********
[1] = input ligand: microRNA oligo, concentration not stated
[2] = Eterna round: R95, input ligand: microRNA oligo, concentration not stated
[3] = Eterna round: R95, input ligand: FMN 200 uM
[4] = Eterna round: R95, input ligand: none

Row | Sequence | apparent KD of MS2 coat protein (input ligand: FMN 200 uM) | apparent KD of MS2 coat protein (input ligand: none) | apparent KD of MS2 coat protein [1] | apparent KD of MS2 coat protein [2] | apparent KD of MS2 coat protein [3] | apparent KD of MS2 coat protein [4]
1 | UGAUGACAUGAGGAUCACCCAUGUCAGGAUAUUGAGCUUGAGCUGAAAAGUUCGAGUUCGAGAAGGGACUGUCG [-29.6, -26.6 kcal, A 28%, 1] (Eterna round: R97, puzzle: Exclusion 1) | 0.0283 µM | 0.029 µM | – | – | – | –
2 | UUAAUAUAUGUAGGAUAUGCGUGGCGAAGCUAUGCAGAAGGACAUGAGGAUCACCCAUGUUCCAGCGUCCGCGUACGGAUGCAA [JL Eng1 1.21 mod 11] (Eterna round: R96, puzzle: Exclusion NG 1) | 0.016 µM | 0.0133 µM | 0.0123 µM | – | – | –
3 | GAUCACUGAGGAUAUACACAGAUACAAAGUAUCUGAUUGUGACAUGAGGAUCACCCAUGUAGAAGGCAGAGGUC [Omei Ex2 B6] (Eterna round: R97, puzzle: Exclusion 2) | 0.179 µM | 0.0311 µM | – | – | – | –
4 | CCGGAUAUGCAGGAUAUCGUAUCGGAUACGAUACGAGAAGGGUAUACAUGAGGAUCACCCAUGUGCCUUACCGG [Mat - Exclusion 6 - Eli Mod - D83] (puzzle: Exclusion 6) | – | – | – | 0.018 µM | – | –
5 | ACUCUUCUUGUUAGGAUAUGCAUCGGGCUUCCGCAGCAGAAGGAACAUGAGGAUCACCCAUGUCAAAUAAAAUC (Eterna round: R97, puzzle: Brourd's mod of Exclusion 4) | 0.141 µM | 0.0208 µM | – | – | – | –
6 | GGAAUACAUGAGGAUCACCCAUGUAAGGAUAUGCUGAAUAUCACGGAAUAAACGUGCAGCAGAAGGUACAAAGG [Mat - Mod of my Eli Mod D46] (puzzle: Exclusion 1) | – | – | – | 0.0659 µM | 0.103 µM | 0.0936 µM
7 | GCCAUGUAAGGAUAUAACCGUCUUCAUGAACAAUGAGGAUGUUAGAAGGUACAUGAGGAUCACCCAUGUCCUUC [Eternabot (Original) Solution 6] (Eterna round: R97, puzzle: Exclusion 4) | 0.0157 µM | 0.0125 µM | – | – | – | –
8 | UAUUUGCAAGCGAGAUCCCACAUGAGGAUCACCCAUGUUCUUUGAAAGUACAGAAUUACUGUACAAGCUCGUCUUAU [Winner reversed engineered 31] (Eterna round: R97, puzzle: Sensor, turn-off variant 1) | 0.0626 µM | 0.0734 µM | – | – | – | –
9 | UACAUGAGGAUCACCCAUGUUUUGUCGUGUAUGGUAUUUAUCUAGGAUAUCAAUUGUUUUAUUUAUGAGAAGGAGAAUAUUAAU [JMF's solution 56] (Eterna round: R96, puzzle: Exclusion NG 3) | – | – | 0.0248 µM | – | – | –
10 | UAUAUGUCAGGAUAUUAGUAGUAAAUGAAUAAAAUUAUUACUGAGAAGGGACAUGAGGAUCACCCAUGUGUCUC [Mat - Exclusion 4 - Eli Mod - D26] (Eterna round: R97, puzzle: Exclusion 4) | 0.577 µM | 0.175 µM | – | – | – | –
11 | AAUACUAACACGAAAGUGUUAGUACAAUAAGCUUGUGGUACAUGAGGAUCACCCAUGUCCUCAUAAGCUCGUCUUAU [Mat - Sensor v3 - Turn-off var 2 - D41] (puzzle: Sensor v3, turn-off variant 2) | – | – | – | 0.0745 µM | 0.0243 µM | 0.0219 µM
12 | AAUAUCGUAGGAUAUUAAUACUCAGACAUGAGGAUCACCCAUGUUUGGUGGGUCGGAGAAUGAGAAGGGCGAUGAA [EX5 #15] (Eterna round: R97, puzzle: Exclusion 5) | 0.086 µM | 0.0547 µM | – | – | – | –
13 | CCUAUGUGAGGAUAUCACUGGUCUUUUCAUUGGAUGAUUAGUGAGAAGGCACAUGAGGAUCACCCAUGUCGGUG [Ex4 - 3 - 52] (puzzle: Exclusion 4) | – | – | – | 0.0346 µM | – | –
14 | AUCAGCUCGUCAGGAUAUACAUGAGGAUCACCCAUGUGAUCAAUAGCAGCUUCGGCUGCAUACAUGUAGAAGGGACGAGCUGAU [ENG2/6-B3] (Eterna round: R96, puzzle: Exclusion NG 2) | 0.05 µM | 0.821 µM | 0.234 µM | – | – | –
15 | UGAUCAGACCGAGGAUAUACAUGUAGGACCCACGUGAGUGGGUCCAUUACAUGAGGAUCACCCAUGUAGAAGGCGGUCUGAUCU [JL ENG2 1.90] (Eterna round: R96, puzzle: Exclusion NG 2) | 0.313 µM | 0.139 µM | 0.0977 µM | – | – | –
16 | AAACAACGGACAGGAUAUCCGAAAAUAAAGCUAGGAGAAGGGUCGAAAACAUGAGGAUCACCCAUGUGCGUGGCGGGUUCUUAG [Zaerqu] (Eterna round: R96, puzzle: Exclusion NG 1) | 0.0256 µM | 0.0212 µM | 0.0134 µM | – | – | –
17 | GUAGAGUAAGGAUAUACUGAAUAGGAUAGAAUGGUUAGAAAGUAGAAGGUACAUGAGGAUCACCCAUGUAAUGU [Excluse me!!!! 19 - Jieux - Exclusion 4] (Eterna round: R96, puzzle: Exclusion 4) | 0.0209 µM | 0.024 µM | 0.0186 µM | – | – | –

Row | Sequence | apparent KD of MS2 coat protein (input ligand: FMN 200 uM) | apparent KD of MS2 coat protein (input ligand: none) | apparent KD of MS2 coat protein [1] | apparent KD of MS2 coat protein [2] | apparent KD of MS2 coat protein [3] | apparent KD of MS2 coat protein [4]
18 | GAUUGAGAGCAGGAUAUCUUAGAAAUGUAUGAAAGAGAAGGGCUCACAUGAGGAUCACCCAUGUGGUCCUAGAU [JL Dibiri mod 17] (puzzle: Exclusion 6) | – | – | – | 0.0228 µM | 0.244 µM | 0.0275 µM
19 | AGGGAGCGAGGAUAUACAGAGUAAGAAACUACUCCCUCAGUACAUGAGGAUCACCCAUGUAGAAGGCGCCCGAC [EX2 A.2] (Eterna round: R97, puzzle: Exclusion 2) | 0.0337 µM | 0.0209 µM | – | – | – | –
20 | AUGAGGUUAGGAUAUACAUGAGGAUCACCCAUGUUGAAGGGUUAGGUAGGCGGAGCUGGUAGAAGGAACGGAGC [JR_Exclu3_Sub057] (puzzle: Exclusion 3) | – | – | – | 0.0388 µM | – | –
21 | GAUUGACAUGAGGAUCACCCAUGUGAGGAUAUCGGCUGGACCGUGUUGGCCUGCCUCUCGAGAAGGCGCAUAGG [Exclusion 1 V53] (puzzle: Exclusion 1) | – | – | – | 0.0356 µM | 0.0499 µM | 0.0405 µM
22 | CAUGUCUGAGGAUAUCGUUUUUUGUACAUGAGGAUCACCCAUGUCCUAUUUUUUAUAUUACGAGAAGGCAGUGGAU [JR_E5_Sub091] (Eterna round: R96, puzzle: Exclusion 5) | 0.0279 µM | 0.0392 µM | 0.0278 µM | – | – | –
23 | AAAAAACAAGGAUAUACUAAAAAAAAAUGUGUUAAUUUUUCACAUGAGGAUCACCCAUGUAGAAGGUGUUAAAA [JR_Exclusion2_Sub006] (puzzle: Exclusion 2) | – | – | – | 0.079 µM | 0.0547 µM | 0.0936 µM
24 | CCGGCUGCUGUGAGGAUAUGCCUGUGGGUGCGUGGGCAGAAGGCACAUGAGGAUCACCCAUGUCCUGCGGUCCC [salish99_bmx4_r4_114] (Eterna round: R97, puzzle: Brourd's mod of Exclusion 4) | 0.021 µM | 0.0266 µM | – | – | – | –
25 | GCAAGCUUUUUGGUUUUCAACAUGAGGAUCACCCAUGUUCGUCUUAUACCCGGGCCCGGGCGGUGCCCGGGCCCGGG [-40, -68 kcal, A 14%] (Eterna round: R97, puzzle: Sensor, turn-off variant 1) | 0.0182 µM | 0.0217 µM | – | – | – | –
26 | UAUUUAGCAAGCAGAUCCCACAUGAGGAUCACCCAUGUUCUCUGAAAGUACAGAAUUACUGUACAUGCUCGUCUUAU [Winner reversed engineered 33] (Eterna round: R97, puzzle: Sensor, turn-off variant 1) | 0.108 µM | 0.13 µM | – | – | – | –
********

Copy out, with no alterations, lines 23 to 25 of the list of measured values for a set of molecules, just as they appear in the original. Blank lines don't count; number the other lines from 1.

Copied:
Row | Sequence | apparent KD of MS2 coat protein (input ligand: FMN 200 uM) | apparent KD of MS2 coat protein (input ligand: none) | apparent KD of MS2 coat protein [1] | apparent KD of MS2 coat protein [2] | apparent KD of MS2 coat protein [3] | apparent KD of MS2 coat protein [4]
18 | GAUUGAGAGCAGGAUAUCUUAGAAAUGUAUGAAAGAGAAGGGCUCACAUGAGGAUCACCCAUGUGGUCCUAGAU [JL Dibiri mod 17] (puzzle: Exclusion 6) | – | – | – | 0.0228 µM | 0.244 µM | 0.0275 µM
19 | AGGGAGCGAGGAUAUACAGAGUAAGAAACUACUCCCUCAGUACAUGAGGAUCACCCAUGUAGAAGGCGCCCGAC [EX2 A.2] (Eterna round: R97, puzzle: Exclusion 2) | 0.0337 µM | 0.0209 µM | – | – | – | –